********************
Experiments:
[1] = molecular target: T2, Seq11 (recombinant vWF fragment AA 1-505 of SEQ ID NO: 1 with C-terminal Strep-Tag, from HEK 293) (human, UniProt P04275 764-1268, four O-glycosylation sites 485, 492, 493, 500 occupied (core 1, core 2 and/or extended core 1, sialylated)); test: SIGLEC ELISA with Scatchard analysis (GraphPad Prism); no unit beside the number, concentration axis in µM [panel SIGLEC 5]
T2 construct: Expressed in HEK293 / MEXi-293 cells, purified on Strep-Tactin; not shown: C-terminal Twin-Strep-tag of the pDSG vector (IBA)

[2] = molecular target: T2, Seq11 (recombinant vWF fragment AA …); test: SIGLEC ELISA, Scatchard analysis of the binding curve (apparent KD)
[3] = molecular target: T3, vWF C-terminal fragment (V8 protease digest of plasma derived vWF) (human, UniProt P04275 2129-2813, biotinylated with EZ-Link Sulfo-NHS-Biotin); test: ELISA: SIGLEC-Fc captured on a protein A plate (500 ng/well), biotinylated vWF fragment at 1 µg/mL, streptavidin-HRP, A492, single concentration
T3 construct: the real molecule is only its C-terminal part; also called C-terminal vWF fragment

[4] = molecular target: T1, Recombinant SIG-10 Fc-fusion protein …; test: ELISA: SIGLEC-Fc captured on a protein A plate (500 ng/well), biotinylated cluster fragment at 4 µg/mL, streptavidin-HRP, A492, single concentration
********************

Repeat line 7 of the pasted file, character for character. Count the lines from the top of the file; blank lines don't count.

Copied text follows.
[4] = molecular target: T1, Recombinant SIG-10 Fc-fusion protein …; test: ELISA: SIGLEC-Fc captured on a protein A plate (500 ng/well), biotinylated cluster fragment at 4 µg/mL, streptavidin-HRP, A492, single concentration